Section 1915(e)(2)(B)(ii) and Rule 12(b)(6) test the sufficiency of the plaintiff's complaint. Because Rule 8(a)(2) requires a plaintiff to “show[]” that he is entitled to relief, a mere “blanket assertion[] of entitlement to relief” will not do. Bell Atl. Corp. v. Twombly, 550 U.S. 554, 556 n. 3 (2007). To survive dismissal under § 1915(e)(2)(B)(ii) and Rule 12(b)(6), a plaintiff must plead facts which, “accepted as true, ‘state a claim to relief that is plausible on its face.'” Ashcroft v. Iqbal, 556 U.S. 662, 678 (2009) (quoting Twombly, 550 U.S. at 570). A claim is “plausible on its face” when its factual content permits a “reasonable inference that the defendant is liable for the misconduct alleged.” Iqbal, 556 U.S. at 678. In evaluating a plaintiff's complaint under this standard, the court must accept all well pleaded factual allegations as true and construe them in the light most favorable to the plaintiff. Id.; Ironworkers Local Union 68 v. AstraZeneca Pharmaceuticals, LP, 634 F.3d 1352, 1359 (11th Cir. 2011). Legal conclusions devoid of factual support are not entitled to an assumption of truth. Mamani v. Berzain, 654 F.3d 1148, 1153 (11th Cir. 2011) (citing Iqbal, 556 U.S. at 679).

         “Pro se pleadings are held to a less stringent standard than pleadings drafted by attorneys and will, therefore, be liberally construed.” Tannenbaum v. United States, 148 F.3d 1262, 1263 (11th Cir. 1998) (per curiam). See also Erickson v. Pardus, 551 U.S. 89, 94 (2007) (per curiam). However, pro se litigants must still conform their pleadings to the Federal Rules of Civil Procedure, Albra v. Advan, Inc., 490 F.3d 826, 829 (11th Cir. 2007), and the court will not “serve as de facto counsel for a party or ... rewrite an otherwise deficient pleading in order to sustain an action.” GJR Investments, Inc. v. County of Escambia, Fla., 132 F.3d 1359, 1369 (11th Cir. 1998) (citations omitted), overruled on other grounds as recognized in Randall v. Scott, 610 F.3d 701, 706 (11th Cir. 2010).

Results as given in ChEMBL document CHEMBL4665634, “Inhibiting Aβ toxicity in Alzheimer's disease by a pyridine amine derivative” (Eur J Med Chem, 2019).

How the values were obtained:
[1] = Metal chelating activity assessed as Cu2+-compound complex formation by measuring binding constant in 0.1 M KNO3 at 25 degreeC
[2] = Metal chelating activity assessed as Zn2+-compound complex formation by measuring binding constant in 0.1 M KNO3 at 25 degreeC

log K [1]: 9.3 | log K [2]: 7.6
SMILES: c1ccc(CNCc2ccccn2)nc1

Federal courts have “an independent obligation” in every case “to determine whether subject-matter jurisdiction exists, even in the absence of a challenge from any party.” Arbaugh v. Y&H Corp., 546 U.S. 500, 501 (2006) (citing Ruhrgas AG v. Marathon Oil Co., 526 U.S. 574, 583 (1999)). Parties seeking to invoke the limited jurisdiction of the federal court over a cause of action must show that the underlying claim is based upon either diversity jurisdiction (controversies exceeding $75, 000 between citizens of different states) or the existence of a federal question (“a civil action arising under the Constitution, laws, or treaties of the United States”), in which a private right of action has been created or is implied by Congressional intent. See 28 U.S.C. § 1331 and § 1332; Alexander v. Sandoval, 532 U.S. 275, 293 n.8 (2001).

         Plaintiff has failed to state a cognizable claim for relief that is within the limited jurisdiction of this Court. No. federal cause of action is pled and none is apparent. While Plaintiff has named “Mike Pompeo, D.B.A. United States Department State Secretary and Kirstjen M. Nielsen, D.B.A. Department of Homeland Security' as the Defendants, he has not pled facts to support a claim against them.

         A complaint should not be dismissed for failure to state a claim “without granting leave to amend at least once when a liberal reading of the complaint gives any indication that a valid claim might be stated.” Gomez v. USAA Federal Sav. Bank, 171 F.3d 794, 795 (2nd Cir. 1999) (per curiam) (citation and internal quotation marks omitted); see also Troville v. Venz, 303 F.3d 1256, 1260 & n.5 ...